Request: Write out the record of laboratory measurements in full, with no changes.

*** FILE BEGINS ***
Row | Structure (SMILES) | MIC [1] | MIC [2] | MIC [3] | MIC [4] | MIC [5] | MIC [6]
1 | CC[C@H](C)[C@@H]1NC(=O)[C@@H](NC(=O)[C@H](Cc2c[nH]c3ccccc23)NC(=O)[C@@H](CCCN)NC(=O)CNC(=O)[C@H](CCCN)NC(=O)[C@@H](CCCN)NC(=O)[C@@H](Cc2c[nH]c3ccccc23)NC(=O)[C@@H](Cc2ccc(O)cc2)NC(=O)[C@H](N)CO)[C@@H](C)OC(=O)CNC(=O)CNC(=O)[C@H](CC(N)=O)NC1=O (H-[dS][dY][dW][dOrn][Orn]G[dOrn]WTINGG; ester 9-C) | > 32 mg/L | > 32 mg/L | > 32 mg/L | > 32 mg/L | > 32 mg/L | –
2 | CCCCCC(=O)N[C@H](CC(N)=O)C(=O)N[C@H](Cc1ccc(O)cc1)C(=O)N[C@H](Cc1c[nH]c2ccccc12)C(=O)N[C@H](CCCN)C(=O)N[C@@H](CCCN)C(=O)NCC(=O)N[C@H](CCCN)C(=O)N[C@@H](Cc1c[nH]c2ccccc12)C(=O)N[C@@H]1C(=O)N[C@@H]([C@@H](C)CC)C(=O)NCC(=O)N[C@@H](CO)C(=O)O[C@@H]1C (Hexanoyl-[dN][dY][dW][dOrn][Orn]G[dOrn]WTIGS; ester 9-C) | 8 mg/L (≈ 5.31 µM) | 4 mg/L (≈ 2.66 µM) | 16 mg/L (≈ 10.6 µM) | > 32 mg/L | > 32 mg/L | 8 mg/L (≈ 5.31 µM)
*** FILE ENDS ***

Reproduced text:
Row | Structure (SMILES) | MIC [1] | MIC [2] | MIC [3] | MIC [4] | MIC [5] | MIC [6]
1 | CC[C@H](C)[C@@H]1NC(=O)[C@@H](NC(=O)[C@H](Cc2c[nH]c3ccccc23)NC(=O)[C@@H](CCCN)NC(=O)CNC(=O)[C@H](CCCN)NC(=O)[C@@H](CCCN)NC(=O)[C@@H](Cc2c[nH]c3ccccc23)NC(=O)[C@@H](Cc2ccc(O)cc2)NC(=O)[C@H](N)CO)[C@@H](C)OC(=O)CNC(=O)CNC(=O)[C@H](CC(N)=O)NC1=O (H-[dS][dY][dW][dOrn][Orn]G[dOrn]WTINGG; ester 9-C) | > 32 mg/L | > 32 mg/L | > 32 mg/L | > 32 mg/L | > 32 mg/L | –
2 | CCCCCC(=O)N[C@H](CC(N)=O)C(=O)N[C@H](Cc1ccc(O)cc1)C(=O)N[C@H](Cc1c[nH]c2ccccc12)C(=O)N[C@H](CCCN)C(=O)N[C@@H](CCCN)C(=O)NCC(=O)N[C@H](CCCN)C(=O)N[C@@H](Cc1c[nH]c2ccccc12)C(=O)N[C@@H]1C(=O)N[C@@H]([C@@H](C)CC)C(=O)NCC(=O)N[C@@H](CO)C(=O)O[C@@H]1C (Hexanoyl-[dN][dY][dW][dOrn][Orn]G[dOrn]WTIGS; ester 9-C) | 8 mg/L (≈ 5.31 µM) | 4 mg/L (≈ 2.66 µM) | 16 mg/L (≈ 10.6 µM) | > 32 mg/L | > 32 mg/L | 8 mg/L (≈ 5.31 µM)